In our opinion this is something of a non-issue, chiefly because Bellingham has rarely been used as a number 10 during his whole career. His famous 22 shirt number, at Birmingham and Borussia Dortmund, was derived from the fact that he could operate as a 4, an 8, or a 10 and he clearly has the ability and intelligence to be a defensive midfielder, a box-to-box powerhouse, or a more forward-thinking, creative tool.

Carlo Ancelotti has used him, with great success, in a range of more advanced positions for Real Madrid. But that does not mean he is now automatically a number 10. The key point here is that he has the ability to play in an area where England’s options are more limited. If he played alongside Rice they could operate as a fairly traditional midfield duo, taking it in turns to attack and defend, or alternatively one or both could play more defensively as needed.

Foden is flexible in relation to position too and he can operate in a deeper midfield role, or as one of the wide players in a front three. However, he is clearly best suited to playing centrally, with his tendency to drift in from the flank when used wide meaning England are often too narrow. So for us, it has to be Bellingham playing in central midfield, and Foden operating behind a striker.

What About the Left Flank?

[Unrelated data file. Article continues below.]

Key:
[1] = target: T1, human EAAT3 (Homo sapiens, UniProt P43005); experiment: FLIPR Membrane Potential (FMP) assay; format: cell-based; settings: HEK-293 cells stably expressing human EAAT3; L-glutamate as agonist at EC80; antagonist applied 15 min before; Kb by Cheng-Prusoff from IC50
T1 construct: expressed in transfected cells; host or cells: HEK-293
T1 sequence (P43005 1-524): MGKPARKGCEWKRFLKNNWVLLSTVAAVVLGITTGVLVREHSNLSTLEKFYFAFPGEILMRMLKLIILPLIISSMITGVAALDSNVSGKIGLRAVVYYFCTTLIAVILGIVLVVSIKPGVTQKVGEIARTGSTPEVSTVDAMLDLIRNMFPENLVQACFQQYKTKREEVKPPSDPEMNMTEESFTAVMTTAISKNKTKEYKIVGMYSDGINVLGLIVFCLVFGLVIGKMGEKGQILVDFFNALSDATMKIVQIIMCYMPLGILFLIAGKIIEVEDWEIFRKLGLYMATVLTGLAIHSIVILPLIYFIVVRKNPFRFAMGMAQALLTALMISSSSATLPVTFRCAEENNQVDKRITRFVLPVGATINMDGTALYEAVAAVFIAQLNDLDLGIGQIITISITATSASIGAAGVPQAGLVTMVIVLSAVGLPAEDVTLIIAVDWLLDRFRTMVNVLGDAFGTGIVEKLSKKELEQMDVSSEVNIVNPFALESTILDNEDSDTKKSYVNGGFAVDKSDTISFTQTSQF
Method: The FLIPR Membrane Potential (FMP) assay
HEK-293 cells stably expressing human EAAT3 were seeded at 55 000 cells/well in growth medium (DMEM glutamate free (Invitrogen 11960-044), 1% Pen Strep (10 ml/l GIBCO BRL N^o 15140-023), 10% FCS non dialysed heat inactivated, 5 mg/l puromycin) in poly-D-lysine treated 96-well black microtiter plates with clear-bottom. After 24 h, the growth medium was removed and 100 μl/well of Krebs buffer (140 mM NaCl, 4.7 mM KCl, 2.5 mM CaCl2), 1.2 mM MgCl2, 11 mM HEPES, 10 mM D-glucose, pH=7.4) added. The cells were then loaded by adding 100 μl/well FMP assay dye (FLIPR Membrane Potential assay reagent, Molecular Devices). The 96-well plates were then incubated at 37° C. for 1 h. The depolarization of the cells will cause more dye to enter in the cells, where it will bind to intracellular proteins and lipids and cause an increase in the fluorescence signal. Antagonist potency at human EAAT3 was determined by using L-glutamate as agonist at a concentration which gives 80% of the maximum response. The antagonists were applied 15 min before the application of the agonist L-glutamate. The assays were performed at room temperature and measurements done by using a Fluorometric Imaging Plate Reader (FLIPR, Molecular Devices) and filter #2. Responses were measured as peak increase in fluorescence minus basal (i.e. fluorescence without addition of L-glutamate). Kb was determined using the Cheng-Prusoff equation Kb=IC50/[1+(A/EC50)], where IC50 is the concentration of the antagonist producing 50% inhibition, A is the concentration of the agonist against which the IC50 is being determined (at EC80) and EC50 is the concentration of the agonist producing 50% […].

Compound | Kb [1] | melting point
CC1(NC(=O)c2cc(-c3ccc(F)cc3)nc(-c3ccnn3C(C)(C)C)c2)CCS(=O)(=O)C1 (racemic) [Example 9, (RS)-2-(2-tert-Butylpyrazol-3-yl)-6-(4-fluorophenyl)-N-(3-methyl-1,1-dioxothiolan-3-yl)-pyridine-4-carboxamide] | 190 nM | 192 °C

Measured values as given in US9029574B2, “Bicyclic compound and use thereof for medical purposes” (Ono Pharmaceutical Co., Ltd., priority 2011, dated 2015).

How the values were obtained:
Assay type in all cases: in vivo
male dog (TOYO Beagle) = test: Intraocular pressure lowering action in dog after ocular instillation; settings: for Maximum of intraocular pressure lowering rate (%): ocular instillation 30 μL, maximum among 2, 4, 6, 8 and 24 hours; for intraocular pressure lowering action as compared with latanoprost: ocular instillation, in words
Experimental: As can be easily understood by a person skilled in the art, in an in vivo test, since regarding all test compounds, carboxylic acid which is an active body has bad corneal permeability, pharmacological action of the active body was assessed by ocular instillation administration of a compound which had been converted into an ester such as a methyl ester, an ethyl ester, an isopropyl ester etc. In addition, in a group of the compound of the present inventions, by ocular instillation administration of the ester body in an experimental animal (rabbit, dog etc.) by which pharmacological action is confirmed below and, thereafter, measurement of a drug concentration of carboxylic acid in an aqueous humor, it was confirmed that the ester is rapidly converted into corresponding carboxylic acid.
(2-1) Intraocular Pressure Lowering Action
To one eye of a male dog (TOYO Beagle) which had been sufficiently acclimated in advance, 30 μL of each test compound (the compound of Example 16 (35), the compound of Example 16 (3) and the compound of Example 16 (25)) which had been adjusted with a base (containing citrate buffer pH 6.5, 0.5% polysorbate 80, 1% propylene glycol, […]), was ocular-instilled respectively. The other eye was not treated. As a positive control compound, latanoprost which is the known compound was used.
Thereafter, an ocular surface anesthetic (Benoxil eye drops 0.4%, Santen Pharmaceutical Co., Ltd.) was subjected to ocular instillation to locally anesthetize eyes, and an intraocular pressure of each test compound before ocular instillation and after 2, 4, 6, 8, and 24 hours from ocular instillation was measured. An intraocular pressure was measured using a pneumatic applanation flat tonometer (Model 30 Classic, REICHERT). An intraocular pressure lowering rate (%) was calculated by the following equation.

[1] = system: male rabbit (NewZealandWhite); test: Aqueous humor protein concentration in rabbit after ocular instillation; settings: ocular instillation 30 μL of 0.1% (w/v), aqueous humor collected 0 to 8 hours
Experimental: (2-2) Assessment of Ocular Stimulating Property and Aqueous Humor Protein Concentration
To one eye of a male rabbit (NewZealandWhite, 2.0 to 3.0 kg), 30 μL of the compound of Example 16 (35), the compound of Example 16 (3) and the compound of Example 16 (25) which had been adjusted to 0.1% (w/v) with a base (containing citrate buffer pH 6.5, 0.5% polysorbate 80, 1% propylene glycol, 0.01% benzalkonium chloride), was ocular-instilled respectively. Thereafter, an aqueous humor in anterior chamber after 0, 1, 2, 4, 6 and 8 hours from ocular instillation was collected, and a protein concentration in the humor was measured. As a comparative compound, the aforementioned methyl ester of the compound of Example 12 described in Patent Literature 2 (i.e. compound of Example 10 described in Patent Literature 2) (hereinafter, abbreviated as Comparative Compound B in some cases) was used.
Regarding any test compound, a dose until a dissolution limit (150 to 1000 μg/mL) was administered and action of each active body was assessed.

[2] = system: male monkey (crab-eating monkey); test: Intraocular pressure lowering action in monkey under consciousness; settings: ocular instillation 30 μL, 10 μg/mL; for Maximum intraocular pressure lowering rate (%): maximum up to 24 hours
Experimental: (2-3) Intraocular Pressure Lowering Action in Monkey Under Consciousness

Anthony Gordon
Anthony Gordon (Ardfern via Wikipedia)

It is hard to see why Anthony Gordon was not used at all in the opening two games of Euro 2024. He was only given a few minutes of game time in the third and final group game, not enough to make an impact. He offers pace and, crucially, holds the width really well. He also makes runs in behind defenders and along with him hugging the touchline, this really creates space for the rest of the side.

In 2023/24, he managed double figures for both goals and assists in the Premier League for Newcastle and he is improving quickly with regular games. With him and Saka operating, England have enviable pace, width and, crucially, goals.

What About Palmer?

Cole Palmer
Cole Palmer (Tumford14 via Wikipedia)

Palmer had a superb season for Chelsea before Euro 2024 and, like Gordon, can count himself unlucky not to have got onto the pitch in England’s first two games. But he did show very positive glimpses in the third game and he is a possible starter in the Round of 16. If he maintains this level of performance England might not have two, but three number 10s. That would be even more the case if Adam Wharton and Kobbie Mainoo continue their impressive development, providing midfielders that would allow Bellingham to play further forward.

However, England, their fans, and the manager need to remember that this is a good problem to have. Palmer, like the other players discussed, can play in different positions, and the youngster’s finishing means that he could even operate as the main striker. His ability to press would certainly give England more in that sense than they get from Kane, although Palmer could be used wide as well.

In short, having finished at the top of the group and thus avoided some of the biggest hitters like Spain, France and Germany (who are in the other half of the draw), things look good for England. And, if Southgate can get the best out of his young stars, things could get even better very soon!